Monday, January 27, 2014

Thank you, John Salmond

For anyone who makes even a passing study of the subject, the arc of Civilian Conservation Corps history swings right through John A Salmond’s book The Civilian Conservation Corps, 1933-1942: A New Deal Case Study.  Open any scholarly work on the subject of the CCC and odds are good you’ll see Salmond listed in the notes.  I refer to Salmond’s book nearly every time I fire up the computer to write and I have done so for more than 20 years.

Occasionally I will conduct an internet search for Dr. Salmond and it was in this way that I contacted him by email back in early 2006.  In a gracious response to a stranger’s email from overseas Dr. Salmond expressed surprise over the long-running success of his book, writing, “…it has always surprised me that my little book, now long out of print, remains the standard work on the Corps.”  To my great surprise and satisfaction, Dr. Salmond also agreed to help me with my CCC writing efforts, including the book on which it seems I have been “working” for years.  Sadly, while I remain optimistic that I will actually complete my own book on the Civilian Conservation Corps, John Salmond will definitely not be writing the forward for that book as I had originally hoped.

Last week, during one of my occasional internet searches for “John A. Salmond,” I found a La Trobe University tribute to the late professor, which you can view here.   It seems Dr. Salmond passed away last summer.

It is no exaggeration to say that John Salmond’s work is the foundation upon which some 40 odd years of Civilian Conservation Corps scholarship rests.  When a historian, scholar or freelance researcher works on CCC history, they stand on John Salmond’s shoulders.  My interest in the CCC was fired initially by my grandfather’s work for the Forest Service in the 1930s but my ongoing work and research of the CCC has been propelled forward because, early on, in an Arizona State University library, I discovered John A. Salmond’s valuable contribution to the study of our beloved Civilian Conservation Corps.  Godspeed, Dr. Salmond, and thank you.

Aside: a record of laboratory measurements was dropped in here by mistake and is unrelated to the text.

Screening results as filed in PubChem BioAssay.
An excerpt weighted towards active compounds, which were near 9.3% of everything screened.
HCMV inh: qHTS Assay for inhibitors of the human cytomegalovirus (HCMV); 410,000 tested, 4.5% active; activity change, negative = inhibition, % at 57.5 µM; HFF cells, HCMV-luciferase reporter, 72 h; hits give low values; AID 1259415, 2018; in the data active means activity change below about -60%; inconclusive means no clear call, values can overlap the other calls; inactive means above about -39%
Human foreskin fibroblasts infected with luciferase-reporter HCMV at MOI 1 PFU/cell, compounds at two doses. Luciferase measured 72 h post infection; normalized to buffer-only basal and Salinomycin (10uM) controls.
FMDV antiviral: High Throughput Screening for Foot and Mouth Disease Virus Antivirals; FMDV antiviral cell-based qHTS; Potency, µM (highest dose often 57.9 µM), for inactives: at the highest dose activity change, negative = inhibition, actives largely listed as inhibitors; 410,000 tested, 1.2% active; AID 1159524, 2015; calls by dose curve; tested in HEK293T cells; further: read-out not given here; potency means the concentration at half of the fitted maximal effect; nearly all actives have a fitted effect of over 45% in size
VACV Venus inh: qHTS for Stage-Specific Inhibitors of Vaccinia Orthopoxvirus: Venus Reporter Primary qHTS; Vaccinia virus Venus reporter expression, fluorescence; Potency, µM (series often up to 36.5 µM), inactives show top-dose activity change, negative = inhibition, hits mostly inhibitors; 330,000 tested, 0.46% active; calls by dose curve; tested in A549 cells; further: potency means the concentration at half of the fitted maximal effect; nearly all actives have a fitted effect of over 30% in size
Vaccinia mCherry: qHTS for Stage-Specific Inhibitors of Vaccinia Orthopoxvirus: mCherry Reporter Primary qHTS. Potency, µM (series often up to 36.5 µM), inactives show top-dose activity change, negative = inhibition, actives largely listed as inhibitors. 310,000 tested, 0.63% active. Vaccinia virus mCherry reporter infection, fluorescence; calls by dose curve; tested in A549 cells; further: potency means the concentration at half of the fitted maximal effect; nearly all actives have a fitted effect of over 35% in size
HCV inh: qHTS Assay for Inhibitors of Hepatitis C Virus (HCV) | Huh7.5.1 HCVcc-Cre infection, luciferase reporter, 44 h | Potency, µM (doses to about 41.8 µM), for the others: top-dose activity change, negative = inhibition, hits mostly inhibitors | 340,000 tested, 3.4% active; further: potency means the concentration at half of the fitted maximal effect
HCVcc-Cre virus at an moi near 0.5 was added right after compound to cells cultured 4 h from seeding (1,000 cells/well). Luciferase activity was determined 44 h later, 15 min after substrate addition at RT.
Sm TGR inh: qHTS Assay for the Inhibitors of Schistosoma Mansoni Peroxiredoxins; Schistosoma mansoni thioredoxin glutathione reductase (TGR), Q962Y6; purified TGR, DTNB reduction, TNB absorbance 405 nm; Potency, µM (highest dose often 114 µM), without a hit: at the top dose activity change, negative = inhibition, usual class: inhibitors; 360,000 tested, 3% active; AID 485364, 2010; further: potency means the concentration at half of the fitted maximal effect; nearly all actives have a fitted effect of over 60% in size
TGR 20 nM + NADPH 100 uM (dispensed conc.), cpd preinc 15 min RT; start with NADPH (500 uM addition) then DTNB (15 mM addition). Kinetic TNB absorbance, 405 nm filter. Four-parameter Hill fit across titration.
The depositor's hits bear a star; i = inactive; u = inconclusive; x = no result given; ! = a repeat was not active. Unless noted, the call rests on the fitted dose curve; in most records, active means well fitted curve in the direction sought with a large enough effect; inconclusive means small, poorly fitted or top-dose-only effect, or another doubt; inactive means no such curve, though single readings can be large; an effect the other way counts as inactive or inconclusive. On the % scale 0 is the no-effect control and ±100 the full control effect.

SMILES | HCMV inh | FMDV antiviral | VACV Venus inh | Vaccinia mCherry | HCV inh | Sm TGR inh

Photo of John A. Salmond is from the La Trobe University website.  Image of the book cover, from the author’s collection.

©Michael I. Smith, 2014

Monday, December 9, 2013

Help Preserve a Piece of CCC History

Will we understand the value of our history only after we have lost it?

In addition to helping folks find information about the Civilian Conservation Corps, another critical component to this thing we call CCC “resources” is the preservation of endangered items and bits of information.  Clearly a resource is of no use if it’s wasted, lost, destroyed or hidden away so deep in an archive vault that the average person cannot access it.
I was recently contacted by the folks at Appalshop Archive in Whitesburg, Kentucky.  It seems there is silent film footage shot at Camp SP-10-K near Pineville, Kentucky in 1938 that is in need of preservation.  For the sake of getting the word out quickly, I’ve pulled a quote directly from their fundraising site:
“In 2008 the Appalshop Archive received the donation of a 1938 16mm silent b/w film documenting the CCC camp in Pine Mountain State Park near the coal mining community of Pineville, KY.  It was made by Park superintendent and CCC supervisor Carl Zody.  Camp SP-10 men are seen constructing roads and bridges, operating vehicles, and cutting native sandstone for the Laurel Cove amphitheater (which is still a local landmark central to the town’s annual Kentucky Mountain Laurel Festival).  The at-risk film is the most extensive known moving image materials of CCC activity in Pineville.  It is also unique in that it was made by a Park employee rather than by the U.S. Department of the Interior, whose films were intended to promote the program to the public.”
I think the critical thing to consider in this case is that the effort is to raise funds in order to preserve and exhibit this rare piece of film history.  Preservation of CCC history will insure that items are kept safe but possibly never seen.  Exhibition of CCC history brings the CCC story to thousands but risks damage to the items being exhibited.  The folks at Appalshop Archive are working to do both and they need the public’s help to make that happen.
Again, because Appalshop is working to meet a fundraising deadline, I’ve chosen to pull the contact information directly from their website in order to get this piece posted as soon as possible.  Here is how you can help:
“To donate by credit card go to the Contribute Now button at the top right of this page (http://www.indiegogo.com/projects/appalachia-coal-camps-home-movies-and-the-ccc?c=activity).  If you would prefer to make your tax-deductible contribution by check, just make it payable to APPALSHOP, INC. and mail to: Appalshop Archive, 91 Madison Ave, Whitesburg, KY, 41858.”  
There are premiums offered based on the level of contribution you make – call it a “perk” or an incentive – but there is also a deadline for the current fundraising effort.  To view the fundraising web page and to see the range of incentives being offered, visit the website here (scroll down the page to view the section on the Pineville CCC film):  http://www.indiegogo.com/projects/appalachia-coal-camps-home-movies-and-the-ccc?c=activity